This past April Hunt Bike Wheels released updates to their Enduro Wide and Trail Wide MTB wheel sets, and we received a set of each to test out. The 29″Boost-hubbed Enduro Wide hoops I have been spinning weigh quite close to their reported 2,105g total set heft. That seems a reasonable mass given their stone slappin’ intentions and low €519 ($550USD) price tag.
This wheel system is clearly designed with a particular philosophy in mind. The front wheel is laced three-cross with 24 triple-butted Pillar spokes, while the rear uses the same lacing pattern and spokes with a total of 32 radiating from the hub. This allows them to build a front wheel with a little more flex, both radially and laterally, for better traction and less deflection off obstacles in the trail. All the while that rear wheel maintains a touch more stiffness all around, thanks to those four additional steel bands. The best part is that the spokes haven’t made any noise in hard compressions or under heavy braking. While spoke noise isn’t a major issue, it can be distracting when you’re trying to focus all of your energy on the trail ahead.
Hunt uses 14mm hard alloy nipples on both wheels, which cut a little weight over their brass colleagues and should outlast the life of the rim for most gravity riders. While brass nipples have their longevity benefits, I will certainly destroy and replace these rims long before the nipples begin to corrode.
In addition to the spoke count differentiation, the rim profile and width also varies between the front and rear circles. The front has an internal width of 33mm, which squares my Schwalbe Magic Mary 29×2.4″ tire to a nice 63.32mm (2.49″), while the narrower 31mm rear measures 61.5mm (2.42″) shod with a 29×2.4″ Big betty. Hunt says that the rims are optimized for 2.35 to 2.5″ tires, which is exactly what gravity racers are running these days. The wider front rim allows for a smidge more square tire profile beneath the bars where you want to most grip, and a skosh narrower profile out back for squeaking the rudder between rocks and cutting into the earth for ample braking traction.
The front and rear rims are not only different widths; the rear is braced by some internal armature to help it resist impacts and stand stiffly at attention in rough sections of trail. While the rear wheel doesn’t feel surprisingly stiff, the front wheel does feel more compliant than some similar alloy hoops, which seems like a nice result for the overall system. I’ve been happy with how well the front tire tracks the soil, even when I swapped in a set of tires I had never ridden before. With my usual Mary & Betty duet, these wheels feel as good as alloy sets that cost half-again as much.
The Enduro Wide V2 wheels have followed me while photographing a few rounds of the EWS races this season, and also descended their share of bike park laps. Along the way, I did manage to put some sizable dents in the rear rim that will need to be removed when I replace the tire. The impacts that created these dents would have dented any alloy rim, and one particular stone-slap might have been far worse without the reinforcement inside the rear rim. Given the way I like to ride, rear rims are a consumable component that can be swapped out once they become too deformed to hold air. Speaking of air, this rim ding didn’t noticeably puncture the tire, and it continues to hold air just like when it was new. I couldn’t be happier that we now have rims and tires that can withstand rougher and rockier fun.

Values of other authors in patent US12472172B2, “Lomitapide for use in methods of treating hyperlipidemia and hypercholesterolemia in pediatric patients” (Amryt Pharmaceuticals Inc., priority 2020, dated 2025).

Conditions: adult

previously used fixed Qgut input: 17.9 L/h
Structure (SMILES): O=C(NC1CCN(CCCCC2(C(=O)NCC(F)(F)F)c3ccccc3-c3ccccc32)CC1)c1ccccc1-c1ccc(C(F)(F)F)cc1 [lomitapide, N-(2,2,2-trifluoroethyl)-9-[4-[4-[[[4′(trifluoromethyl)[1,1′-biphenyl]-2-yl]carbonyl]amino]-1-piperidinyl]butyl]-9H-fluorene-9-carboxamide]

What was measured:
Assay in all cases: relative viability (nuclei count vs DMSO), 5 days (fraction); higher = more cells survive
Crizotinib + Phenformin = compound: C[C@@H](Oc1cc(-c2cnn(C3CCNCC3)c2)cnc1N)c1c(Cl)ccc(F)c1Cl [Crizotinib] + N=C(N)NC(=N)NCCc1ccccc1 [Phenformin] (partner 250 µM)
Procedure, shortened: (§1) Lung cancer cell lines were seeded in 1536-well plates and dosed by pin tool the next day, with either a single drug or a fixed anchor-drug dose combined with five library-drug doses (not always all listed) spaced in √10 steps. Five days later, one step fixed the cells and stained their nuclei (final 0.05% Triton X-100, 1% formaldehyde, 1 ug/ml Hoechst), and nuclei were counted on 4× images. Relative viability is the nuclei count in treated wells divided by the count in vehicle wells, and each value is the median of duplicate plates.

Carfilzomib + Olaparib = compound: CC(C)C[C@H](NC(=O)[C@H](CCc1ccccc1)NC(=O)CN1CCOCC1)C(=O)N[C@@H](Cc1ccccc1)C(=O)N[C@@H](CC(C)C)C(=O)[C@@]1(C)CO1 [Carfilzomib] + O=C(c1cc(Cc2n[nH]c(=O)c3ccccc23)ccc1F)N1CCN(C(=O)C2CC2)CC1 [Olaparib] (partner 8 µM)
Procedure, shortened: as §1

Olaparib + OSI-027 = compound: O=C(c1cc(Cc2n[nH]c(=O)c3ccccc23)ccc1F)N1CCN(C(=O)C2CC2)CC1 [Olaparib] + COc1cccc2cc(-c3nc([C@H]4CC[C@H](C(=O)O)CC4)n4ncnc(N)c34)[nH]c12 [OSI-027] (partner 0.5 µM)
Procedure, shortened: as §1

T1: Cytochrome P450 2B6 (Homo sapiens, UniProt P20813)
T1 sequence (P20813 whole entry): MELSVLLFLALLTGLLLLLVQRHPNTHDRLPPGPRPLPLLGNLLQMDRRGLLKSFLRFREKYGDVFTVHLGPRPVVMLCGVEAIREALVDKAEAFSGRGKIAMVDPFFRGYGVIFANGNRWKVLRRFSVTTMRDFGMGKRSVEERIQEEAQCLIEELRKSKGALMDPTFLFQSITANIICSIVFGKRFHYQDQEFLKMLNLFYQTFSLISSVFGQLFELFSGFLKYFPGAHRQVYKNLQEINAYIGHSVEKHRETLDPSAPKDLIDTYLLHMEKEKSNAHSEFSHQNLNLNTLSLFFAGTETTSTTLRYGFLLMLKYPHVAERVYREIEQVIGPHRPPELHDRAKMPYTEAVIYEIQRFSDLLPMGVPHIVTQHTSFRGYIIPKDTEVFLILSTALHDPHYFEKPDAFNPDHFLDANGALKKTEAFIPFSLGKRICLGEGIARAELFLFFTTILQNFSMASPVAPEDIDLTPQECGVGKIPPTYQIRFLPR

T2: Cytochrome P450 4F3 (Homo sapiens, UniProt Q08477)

At the core of it all is Hunt’s NDRO front hub and 5° RapidEngage rear hub that come in Boost or Super Boost rear axle spacing, and they’re available with HG, Microspline, or XD freehub bodies. You’ll never forget the engagement info, since it’s etched between the pair of mid-height hub flanges. The 5° mark seems to be a rough industry standard for affordable hubs, and I wouldn’t go with drivetrain engagement that’s much more obtuse. The hub kicks in plenty fast when you need to sprint, and while it’s not immediate, I’ve found it plenty accurate for technical climbing.
Like the sturdy rims, these hubs have been abused and treated poorly. We’ve had a wet spring and summer, and this set of circles has splashed through way more puddles than a class of six-year-olds on recess. Fortunately, the sealed cartridge bearings that Hunt chose to press inside are ready for UK-level wetness, and they still feel as smooth as they day I received the wheels. I removed the freehub to swap between Microspline and HG, and then back again, while testing a Micro Shift drivetrain, and everything felt as smooth as one could want it to be. Hunt says that their stiffer 7075-T6 alloy axles have “increased strength and stiffness. Reducing flex in the hub also helps to increase bearing life.” I haven’t broken an axle in a few years, but if a stiffer tube results in longer lasting bearings, I’m all for it.
Setting up tubeless tires on the Enduro Wide V2 is a cinch, as it is with most quality rims today. With the tire and 6-bolt rotor installed, it can take less than twenty minutes to pull the wheels from the box and have them ready to ride. They come with tubeless tape installed, a set of valves, and four spare spokes. There are a lot of wheel options that hover around this price point, and this set is tough enough that it belongs high on the list of considerations.
- Durable and affordable gravity system
- Rim width differences optimize tire profiles
- Enforced rear rim will save some dents
Pros and cons of the Hunt Enduro Wide V2 wheel set.
- The rims will bend with hard enough hits
- May be too heavy for some riders